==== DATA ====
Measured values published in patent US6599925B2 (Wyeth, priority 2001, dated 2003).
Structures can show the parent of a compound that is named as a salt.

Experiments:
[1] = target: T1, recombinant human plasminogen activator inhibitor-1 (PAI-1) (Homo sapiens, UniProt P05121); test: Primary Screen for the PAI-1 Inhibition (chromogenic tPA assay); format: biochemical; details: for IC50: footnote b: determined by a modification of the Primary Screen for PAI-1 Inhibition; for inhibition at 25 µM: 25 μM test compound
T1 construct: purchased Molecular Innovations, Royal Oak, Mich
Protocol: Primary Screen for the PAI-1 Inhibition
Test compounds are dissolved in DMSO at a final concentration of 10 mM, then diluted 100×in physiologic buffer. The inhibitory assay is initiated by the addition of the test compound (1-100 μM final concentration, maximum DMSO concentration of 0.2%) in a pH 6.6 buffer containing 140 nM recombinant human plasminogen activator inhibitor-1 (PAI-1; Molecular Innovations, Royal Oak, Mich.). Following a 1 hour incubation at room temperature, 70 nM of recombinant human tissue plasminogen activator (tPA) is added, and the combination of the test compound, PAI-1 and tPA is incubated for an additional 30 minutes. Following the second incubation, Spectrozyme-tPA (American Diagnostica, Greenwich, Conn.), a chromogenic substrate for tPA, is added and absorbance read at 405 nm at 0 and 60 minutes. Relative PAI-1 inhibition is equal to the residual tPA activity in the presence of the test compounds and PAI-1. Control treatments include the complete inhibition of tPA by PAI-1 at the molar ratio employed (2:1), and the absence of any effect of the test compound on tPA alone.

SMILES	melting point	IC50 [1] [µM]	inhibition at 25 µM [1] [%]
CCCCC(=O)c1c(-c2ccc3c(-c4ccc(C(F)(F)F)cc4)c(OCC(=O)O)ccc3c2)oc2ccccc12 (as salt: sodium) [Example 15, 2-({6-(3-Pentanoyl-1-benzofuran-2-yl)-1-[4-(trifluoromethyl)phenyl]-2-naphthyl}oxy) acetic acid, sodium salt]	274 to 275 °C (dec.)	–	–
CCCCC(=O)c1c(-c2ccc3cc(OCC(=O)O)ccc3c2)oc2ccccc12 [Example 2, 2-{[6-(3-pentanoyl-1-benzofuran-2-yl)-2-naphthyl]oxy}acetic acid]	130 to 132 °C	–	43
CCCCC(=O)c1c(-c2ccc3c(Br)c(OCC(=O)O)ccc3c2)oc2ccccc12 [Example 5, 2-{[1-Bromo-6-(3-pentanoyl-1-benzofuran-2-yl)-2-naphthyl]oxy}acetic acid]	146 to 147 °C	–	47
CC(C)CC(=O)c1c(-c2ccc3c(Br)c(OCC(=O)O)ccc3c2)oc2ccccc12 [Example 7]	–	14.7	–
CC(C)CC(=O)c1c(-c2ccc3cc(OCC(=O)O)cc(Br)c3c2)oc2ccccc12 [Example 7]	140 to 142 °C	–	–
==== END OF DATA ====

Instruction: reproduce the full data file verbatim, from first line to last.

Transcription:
Measured values published in patent US6599925B2 (Wyeth, priority 2001, dated 2003).
Structures can show the parent of a compound that is named as a salt.

Experiments:
[1] = target: T1, recombinant human plasminogen activator inhibitor-1 (PAI-1) (Homo sapiens, UniProt P05121); test: Primary Screen for the PAI-1 Inhibition (chromogenic tPA assay); format: biochemical; details: for IC50: footnote b: determined by a modification of the Primary Screen for PAI-1 Inhibition; for inhibition at 25 µM: 25 μM test compound
T1 construct: purchased Molecular Innovations, Royal Oak, Mich
Protocol: Primary Screen for the PAI-1 Inhibition
Test compounds are dissolved in DMSO at a final concentration of 10 mM, then diluted 100×in physiologic buffer. The inhibitory assay is initiated by the addition of the test compound (1-100 μM final concentration, maximum DMSO concentration of 0.2%) in a pH 6.6 buffer containing 140 nM recombinant human plasminogen activator inhibitor-1 (PAI-1; Molecular Innovations, Royal Oak, Mich.). Following a 1 hour incubation at room temperature, 70 nM of recombinant human tissue plasminogen activator (tPA) is added, and the combination of the test compound, PAI-1 and tPA is incubated for an additional 30 minutes. Following the second incubation, Spectrozyme-tPA (American Diagnostica, Greenwich, Conn.), a chromogenic substrate for tPA, is added and absorbance read at 405 nm at 0 and 60 minutes. Relative PAI-1 inhibition is equal to the residual tPA activity in the presence of the test compounds and PAI-1. Control treatments include the complete inhibition of tPA by PAI-1 at the molar ratio employed (2:1), and the absence of any effect of the test compound on tPA alone.

SMILES	melting point	IC50 [1] [µM]	inhibition at 25 µM [1] [%]
CCCCC(=O)c1c(-c2ccc3c(-c4ccc(C(F)(F)F)cc4)c(OCC(=O)O)ccc3c2)oc2ccccc12 (as salt: sodium) [Example 15, 2-({6-(3-Pentanoyl-1-benzofuran-2-yl)-1-[4-(trifluoromethyl)phenyl]-2-naphthyl}oxy) acetic acid, sodium salt]	274 to 275 °C (dec.)	–	–
CCCCC(=O)c1c(-c2ccc3cc(OCC(=O)O)ccc3c2)oc2ccccc12 [Example 2, 2-{[6-(3-pentanoyl-1-benzofuran-2-yl)-2-naphthyl]oxy}acetic acid]	130 to 132 °C	–	43
CCCCC(=O)c1c(-c2ccc3c(Br)c(OCC(=O)O)ccc3c2)oc2ccccc12 [Example 5, 2-{[1-Bromo-6-(3-pentanoyl-1-benzofuran-2-yl)-2-naphthyl]oxy}acetic acid]	146 to 147 °C	–	47
CC(C)CC(=O)c1c(-c2ccc3c(Br)c(OCC(=O)O)ccc3c2)oc2ccccc12 [Example 7]	–	14.7	–
CC(C)CC(=O)c1c(-c2ccc3cc(OCC(=O)O)cc(Br)c3c2)oc2ccccc12 [Example 7]	140 to 142 °C	–	–